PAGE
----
From the outside, life as a terrorist seems pretty simple. Grow a crappy beard, start shouting hateful slogans and then spitefully kill some innocent people. Easy, right? Wrong. Far from living out their lives as the bad guys in an action movie, it turns out terrorists have to do a whole lotta grunt work to keep themselves relevant. In a weird way, keeping an organization like al-Qaeda going is almost no different from running an extremely murderous business.
10. It’s All About the Branding
Let’s say you were planning to set up a deadly terror group. You’ve got your insane goals in mind, a bundle of illegal weapons, and a hankering to kill some infidels. All you need now are recruits. So, just find some other nutcases with similar leanings and convince them to take up arms, right?
You couldn’t be more wrong. Apparently even potential terrorists think like regular jobseekers. Most of them loathe the idea of joining an unknown ‘company’ with no solid brand identity. Like talented employees to a business, terrorists are attracted to big name global brands. Guys like al-Qaeda and ISIS put an insane amount of effort into building their name-recognition, in the hopes of attracting more educated, wealthy candidates. By contrast, less well-known groups mostly have to build their armies out of bumbling nincompoops.
Having a brand identity is so important that terror groups put insane amounts of thought into it. According to analysts, everything from the color of the logo to its typeface are designed to evoke a group’s mission; with ISIS’s black flag presumably being the jihadi equivalent of McDonalds golden arches.
9. Recruitment is Key
What do you think would happen if you tried to join al-Qaeda? Most of us would probably assume we’d be taken to a remote mountain and handed a gun (or possibly kidnapped by the NSA). The reality is quite different. When marines raided Osama Bin Laden’s compound in 2011, they discovered something wholly unexpected: recruitment forms.
Apparently, CV writing skills were essential for joining the jihad movement. Alongside questions about education and weapons training, potential martyrs were asked to fill out details of their hobbies and answer essay-style questions about their personal development goals (presumably, ‘kill a lot of people’ was an acceptable answer). Essentially, it was the same process as when you apply to any company, from Wall St to Walmart, only with no penalties for scrawling ‘death to the West!’ in block capitals.
But the craziest question of all came last. Where most companies ask for contact details in the case of an emergency, the al-Qaeda version politely enquired “Who should we contact in case you became a martyr?”
8. Competing for Investment
One of the most-exhausting aspects of starting a new business is drumming up capital. Schmoozing venture capitalists or just getting excited young investors onboard for the long haul can be tiring. Terrorists understand that pain. Far from solely funding their nefarious plans through kidnapping and drug running, many of them are forced to seek out wealthy investors with an interest in mass murder.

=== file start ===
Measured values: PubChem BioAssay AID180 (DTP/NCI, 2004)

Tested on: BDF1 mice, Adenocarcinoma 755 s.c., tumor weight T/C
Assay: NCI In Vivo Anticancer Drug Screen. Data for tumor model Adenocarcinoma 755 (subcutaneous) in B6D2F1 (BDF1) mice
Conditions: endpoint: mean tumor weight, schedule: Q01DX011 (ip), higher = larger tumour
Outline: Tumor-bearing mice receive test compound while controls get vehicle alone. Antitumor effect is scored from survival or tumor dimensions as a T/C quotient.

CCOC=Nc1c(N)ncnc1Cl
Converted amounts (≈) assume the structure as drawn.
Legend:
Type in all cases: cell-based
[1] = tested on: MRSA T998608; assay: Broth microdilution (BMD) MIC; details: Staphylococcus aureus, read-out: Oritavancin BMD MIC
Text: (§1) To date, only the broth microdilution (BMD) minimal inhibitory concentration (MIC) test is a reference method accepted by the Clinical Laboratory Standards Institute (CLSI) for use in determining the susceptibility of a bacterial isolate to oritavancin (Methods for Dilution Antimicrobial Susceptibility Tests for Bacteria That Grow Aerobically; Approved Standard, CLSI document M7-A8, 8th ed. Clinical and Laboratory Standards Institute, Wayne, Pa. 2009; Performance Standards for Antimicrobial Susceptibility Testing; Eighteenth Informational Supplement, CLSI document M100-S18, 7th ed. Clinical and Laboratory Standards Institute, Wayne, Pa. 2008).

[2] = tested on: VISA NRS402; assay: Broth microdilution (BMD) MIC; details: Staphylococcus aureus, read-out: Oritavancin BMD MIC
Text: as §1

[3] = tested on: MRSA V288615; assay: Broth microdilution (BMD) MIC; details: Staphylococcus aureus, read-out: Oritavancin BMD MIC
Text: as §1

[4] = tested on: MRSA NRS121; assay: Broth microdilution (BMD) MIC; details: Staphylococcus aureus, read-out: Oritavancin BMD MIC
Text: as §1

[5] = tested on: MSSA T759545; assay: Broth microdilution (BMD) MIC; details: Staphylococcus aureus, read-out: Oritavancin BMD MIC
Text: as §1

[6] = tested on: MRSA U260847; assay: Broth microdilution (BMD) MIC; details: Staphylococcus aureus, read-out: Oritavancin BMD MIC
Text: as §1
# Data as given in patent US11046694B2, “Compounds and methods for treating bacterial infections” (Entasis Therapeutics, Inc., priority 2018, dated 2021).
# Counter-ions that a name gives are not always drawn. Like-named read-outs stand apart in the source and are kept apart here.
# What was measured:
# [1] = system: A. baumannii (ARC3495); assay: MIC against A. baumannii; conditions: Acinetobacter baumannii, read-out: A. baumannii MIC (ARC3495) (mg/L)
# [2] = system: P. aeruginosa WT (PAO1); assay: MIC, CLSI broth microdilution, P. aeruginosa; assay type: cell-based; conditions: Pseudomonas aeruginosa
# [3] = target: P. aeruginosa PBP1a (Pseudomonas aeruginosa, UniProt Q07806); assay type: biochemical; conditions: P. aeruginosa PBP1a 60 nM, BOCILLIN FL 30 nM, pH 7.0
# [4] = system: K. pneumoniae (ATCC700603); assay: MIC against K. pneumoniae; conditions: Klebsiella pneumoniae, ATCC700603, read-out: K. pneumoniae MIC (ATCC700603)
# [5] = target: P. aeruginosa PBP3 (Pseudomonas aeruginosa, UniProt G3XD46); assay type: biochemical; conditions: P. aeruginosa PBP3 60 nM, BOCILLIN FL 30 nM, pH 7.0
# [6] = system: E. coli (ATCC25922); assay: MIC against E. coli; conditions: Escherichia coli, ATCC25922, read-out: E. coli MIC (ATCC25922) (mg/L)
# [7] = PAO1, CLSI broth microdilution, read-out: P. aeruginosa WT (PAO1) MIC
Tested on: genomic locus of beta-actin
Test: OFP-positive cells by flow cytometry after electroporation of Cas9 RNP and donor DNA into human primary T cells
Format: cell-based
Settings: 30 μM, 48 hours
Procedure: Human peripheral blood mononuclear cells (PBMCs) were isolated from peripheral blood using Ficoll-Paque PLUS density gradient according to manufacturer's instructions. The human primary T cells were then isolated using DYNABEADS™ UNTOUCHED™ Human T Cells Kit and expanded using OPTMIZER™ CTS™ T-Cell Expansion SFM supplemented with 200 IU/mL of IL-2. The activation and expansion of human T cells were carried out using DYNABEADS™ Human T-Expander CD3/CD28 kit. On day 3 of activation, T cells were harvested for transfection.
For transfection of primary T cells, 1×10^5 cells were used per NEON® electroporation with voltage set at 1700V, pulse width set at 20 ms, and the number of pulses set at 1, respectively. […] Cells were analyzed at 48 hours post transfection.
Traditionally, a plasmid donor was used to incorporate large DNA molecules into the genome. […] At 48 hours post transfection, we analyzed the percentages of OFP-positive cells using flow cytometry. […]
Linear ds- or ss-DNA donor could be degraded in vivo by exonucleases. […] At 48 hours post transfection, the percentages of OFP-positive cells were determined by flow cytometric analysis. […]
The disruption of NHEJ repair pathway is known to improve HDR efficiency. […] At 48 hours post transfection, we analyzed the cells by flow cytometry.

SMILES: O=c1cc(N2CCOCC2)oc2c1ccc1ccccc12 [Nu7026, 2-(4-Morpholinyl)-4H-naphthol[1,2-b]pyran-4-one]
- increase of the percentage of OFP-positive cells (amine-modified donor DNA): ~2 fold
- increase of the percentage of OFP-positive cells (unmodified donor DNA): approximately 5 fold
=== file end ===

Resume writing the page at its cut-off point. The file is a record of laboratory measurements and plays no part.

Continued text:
One example of this is al-Qaeda sucking up to rich Saudis to bankroll their reign of terror, seeking out the jihadist equivalent of venture capitalists. But the IRA also used to go on fundraising drives; sending Republican dissidents to the US to solicit donations. In Latin America, Colombia’s FARC are said to schmooze with rich Venezuelans, seeking the collapse of a neighbouring state as return for their investment.
The ability to get financial backing can float or sink a terror group as easily as a start-up. One of the main reasons al-Qaeda are a spent force is because ISIS is so much better at getting investors onboard.
7. Recruitment Ads
Successful business recruitment ads have a simple playbook. They aim to present working culture in a positive light, show the benefits of joining up, and convey exactly what sort of person they want. They usually achieve this through lots of pictures of people smiling, and meaningless slogans like “proud to be working for our future.” They’re not the only ones. This exact same model has been copied by ISIS.
We kid you not. Islamic State have a well-funded advertising department that’s constantly churning out ‘inspiring’ photo essays about life in the Caliphate. Rather than focussing on innocent civilians being beheaded, most are pretty cheesy. There are smiling pictures of people picking grapes; of guys going fishing at sunset; of parents playing with their kids in the local swimming pool. You half expect an American voiceover to come on, saying “at Islamic State, we care about our employees’ future…”
Amusing as this is, it’s also kind of sinister. By stealing techniques from corporate advertisers, ISIS have managed to pull in more recruits than nearly any other group on Earth.
6. Outreach Recruiting
A fixture of modern businesses are outreach recruitment days. Although not every company does it, a good number take the time to tour campuses and even high schools, giving presentations on their work. And guess what? If you want to bring down civilization, you’re gonna have to do the exact same thing.
In Colombia, Marxist revolutionary rebels FARC tour the rural parts of the country, actively giving recruitment presentations in high schools. Students are given a talk and some reasons for joining, and then get a chance to sign up with the Earth’s third best-funded terrorist organization. Surprisingly, plenty leap at the opportunity. Less openly, but still pretty brazen, extremist groups in the UK are known to recruit through university societies. Rather than go through shady parts of the dark web, they simply sign people up on campus during study time.